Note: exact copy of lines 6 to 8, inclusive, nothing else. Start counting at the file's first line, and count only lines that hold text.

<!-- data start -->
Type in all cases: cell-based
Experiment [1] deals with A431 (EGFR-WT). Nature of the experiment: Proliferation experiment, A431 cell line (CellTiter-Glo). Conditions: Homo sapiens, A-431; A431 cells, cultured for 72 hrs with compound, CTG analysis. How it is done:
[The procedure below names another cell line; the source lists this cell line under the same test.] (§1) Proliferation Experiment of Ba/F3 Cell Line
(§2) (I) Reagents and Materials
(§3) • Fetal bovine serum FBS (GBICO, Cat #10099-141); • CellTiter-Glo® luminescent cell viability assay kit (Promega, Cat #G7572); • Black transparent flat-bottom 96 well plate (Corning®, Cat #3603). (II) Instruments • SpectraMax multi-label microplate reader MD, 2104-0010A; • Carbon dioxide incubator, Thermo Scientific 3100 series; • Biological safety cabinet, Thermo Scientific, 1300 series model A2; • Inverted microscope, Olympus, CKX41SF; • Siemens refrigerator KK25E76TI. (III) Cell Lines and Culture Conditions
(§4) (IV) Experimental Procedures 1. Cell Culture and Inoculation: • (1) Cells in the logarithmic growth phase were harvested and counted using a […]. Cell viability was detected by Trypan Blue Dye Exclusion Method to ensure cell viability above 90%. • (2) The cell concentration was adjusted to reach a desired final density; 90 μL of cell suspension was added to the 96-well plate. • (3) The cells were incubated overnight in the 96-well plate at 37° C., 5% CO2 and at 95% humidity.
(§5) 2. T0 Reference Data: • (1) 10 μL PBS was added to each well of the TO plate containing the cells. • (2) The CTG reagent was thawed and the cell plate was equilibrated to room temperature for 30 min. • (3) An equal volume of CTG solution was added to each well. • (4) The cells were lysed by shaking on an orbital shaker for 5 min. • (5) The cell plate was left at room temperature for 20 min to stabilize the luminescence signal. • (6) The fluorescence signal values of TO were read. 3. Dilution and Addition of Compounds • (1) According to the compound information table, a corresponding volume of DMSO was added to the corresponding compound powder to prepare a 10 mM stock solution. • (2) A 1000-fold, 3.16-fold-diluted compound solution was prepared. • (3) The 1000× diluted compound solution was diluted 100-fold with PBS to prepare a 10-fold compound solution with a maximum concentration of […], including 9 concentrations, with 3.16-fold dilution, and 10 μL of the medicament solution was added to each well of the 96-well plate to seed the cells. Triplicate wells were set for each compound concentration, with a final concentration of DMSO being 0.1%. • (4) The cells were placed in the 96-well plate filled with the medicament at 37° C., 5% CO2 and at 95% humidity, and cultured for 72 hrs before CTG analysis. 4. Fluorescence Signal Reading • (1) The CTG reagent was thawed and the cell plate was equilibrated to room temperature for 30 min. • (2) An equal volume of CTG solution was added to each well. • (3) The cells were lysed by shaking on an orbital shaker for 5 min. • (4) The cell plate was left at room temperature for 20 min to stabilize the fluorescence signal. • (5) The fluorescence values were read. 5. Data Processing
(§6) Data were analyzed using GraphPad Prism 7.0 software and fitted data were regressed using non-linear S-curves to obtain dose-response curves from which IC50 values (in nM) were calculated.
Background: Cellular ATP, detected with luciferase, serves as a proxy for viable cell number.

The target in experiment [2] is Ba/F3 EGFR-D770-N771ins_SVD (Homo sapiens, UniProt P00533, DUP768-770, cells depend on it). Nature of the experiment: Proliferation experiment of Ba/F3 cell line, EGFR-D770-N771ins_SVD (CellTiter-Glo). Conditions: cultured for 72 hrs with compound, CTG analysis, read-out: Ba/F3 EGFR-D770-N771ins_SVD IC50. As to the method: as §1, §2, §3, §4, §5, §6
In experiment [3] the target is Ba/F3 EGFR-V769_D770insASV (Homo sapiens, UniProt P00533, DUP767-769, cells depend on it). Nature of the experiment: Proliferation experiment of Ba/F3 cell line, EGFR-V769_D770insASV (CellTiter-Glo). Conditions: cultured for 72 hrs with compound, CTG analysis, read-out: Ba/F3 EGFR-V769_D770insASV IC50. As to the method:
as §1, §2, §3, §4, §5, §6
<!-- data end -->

(§4) (IV) Experimental Procedures 1. Cell Culture and Inoculation: • (1) Cells in the logarithmic growth phase were harvested and counted using a […]. Cell viability was detected by Trypan Blue Dye Exclusion Method to ensure cell viability above 90%. • (2) The cell concentration was adjusted to reach a desired final density; 90 μL of cell suspension was added to the 96-well plate. • (3) The cells were incubated overnight in the 96-well plate at 37° C., 5% CO2 and at 95% humidity.
(§5) 2. T0 Reference Data: • (1) 10 μL PBS was added to each well of the TO plate containing the cells. • (2) The CTG reagent was thawed and the cell plate was equilibrated to room temperature for 30 min. • (3) An equal volume of CTG solution was added to each well. • (4) The cells were lysed by shaking on an orbital shaker for 5 min. • (5) The cell plate was left at room temperature for 20 min to stabilize the luminescence signal. • (6) The fluorescence signal values of TO were read. 3. Dilution and Addition of Compounds • (1) According to the compound information table, a corresponding volume of DMSO was added to the corresponding compound powder to prepare a 10 mM stock solution. • (2) A 1000-fold, 3.16-fold-diluted compound solution was prepared. • (3) The 1000× diluted compound solution was diluted 100-fold with PBS to prepare a 10-fold compound solution with a maximum concentration of […], including 9 concentrations, with 3.16-fold dilution, and 10 μL of the medicament solution was added to each well of the 96-well plate to seed the cells. Triplicate wells were set for each compound concentration, with a final concentration of DMSO being 0.1%. • (4) The cells were placed in the 96-well plate filled with the medicament at 37° C., 5% CO2 and at 95% humidity, and cultured for 72 hrs before CTG analysis. 4. Fluorescence Signal Reading • (1) The CTG reagent was thawed and the cell plate was equilibrated to room temperature for 30 min. • (2) An equal volume of CTG solution was added to each well. • (3) The cells were lysed by shaking on an orbital shaker for 5 min. • (4) The cell plate was left at room temperature for 20 min to stabilize the fluorescence signal. • (5) The fluorescence values were read. 5. Data Processing
(§6) Data were analyzed using GraphPad Prism 7.0 software and fitted data were regressed using non-linear S-curves to obtain dose-response curves from which IC50 values (in nM) were calculated.